Linearity: Linearity is the property of a mathematical relationship or function, which can be graphically represented as a straight line. Linearity can be graphically represented as a straight line. We always expect to have this kind of outputs in our systems but actually in the real world it is bit hard and challenging to have a completely linear system, we end up having non-linearity.
For example we have a system and the process here is amplification. The input to the amplifier is ‘x’ and output is ‘y’, we can graphically represent the relationship for x & y. For linear amplifier the relationship between x & y can be shown with a straight line and the slope of this line is equal to ‘a’. Where ‘a’ is the coefficient or gain and it is constant. So the output y=a.x.
Another example of this system can be a resistor. In this circuit with input current ‘I’ and measuring the output voltage V across resistor ‘R,’ we will get V=R.I, where V is output, I is the input, and R is the constant gain. This resistor represents a linear system, and it has a linear behavior. output Y=a.X. However, it’s not quite true in real world because this resistance may change with temperature and due to temperature variations, this system will become non-linear. The two terms a2 and a3 in the below equation causes non-linearity.
Non-linearity: In a non-linear system, as shown in equation (1), in addition to the first term we had in linear, there are two more terms called 2nd order non-linearity and 3rd order non-linearity. However, it is not limited to only two terms, and it can have more. As we proceed further, the terms after 3rd order become small and low for comparison; hence, they can be ignored sometimes. When the system is really sensitive, these terms are also taken into account.
In cases where the value of ‘x’ is very small, the 2nd order and 3rd order terms are also ignored. Hence the system for a very small value of ‘x’ is linear. If a system shows non-linear behavior, it means ‘x’ holds considerable value and is not very small.
In this non-linear system example circuit, the input is Vgs, and the output is Vout, which is equal to VOUT= VDD-ID.RL. Read about the small signal analysis of the MOS transistor. The transistor in the circuit is working in saturation region with DC power considering AC is 0, then Vout can be further written as:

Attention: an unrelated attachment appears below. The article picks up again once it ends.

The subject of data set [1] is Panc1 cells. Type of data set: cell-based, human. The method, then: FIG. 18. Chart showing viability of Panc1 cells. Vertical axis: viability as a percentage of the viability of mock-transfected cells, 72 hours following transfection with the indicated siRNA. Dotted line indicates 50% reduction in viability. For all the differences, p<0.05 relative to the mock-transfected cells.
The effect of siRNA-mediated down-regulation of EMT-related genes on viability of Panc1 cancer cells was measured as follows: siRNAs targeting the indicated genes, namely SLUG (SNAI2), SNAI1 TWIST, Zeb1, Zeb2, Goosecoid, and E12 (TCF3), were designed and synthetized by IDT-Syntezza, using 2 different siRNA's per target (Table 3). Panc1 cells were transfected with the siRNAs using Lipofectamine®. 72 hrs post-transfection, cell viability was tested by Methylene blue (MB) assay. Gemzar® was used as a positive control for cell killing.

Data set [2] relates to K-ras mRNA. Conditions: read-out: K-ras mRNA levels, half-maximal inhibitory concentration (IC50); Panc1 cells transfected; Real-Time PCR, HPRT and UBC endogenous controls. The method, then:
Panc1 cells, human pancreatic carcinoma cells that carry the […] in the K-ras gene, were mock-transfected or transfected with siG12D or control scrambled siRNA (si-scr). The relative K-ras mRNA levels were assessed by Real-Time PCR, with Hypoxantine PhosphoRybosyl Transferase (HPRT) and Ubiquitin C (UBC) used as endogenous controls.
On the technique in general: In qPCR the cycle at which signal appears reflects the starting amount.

This circuit displays 2nd order non-linearity (a2.x2) and the relationship between input and output can be shown with a straight line. Vout shows a non-linear behavior in the equation: Vout=DC+a2.(VGS)2.
This example is of a MOS differential pair. The behaviour of this system is analysed using the given equations for differential pair. So, equation (3) shows the relationship between Vout and Vin in the given circuit.
To reach equation (4), the few assumptions are made as shown. The condition is: b2 is much smaller than ‘a’ and considered 0 and using the approximation we get equation (4). This circuit is now behaving like the 3rd order non-linear system, and it doesn’t have a second-order term.
Making another assumption for this example circuit, the input Vin to the circuit is very small and is considered to be 0. This graph shows the curves for input voltage versus output current, and the intersection region Vin has a very small amplitude. Therefore, the term a3can be ignored, considering it to be 0. Now we reached the point where the Vout behaves like a normal transistor with the value a1 only. Also, we read in previous sections that Vout = gmRDVin.
When calculating the gain for our circuit in small-signal analysis, we always assume that our input has a low value like 1 micro volt for one stage for differential pair. But if you go and increase your value for Vin, the amplitude increases. In such a case, the system won’t show linear behavior. From this example and assumptions, we conclude that there are no 2nd order terms for differential systems; a2 is always 0.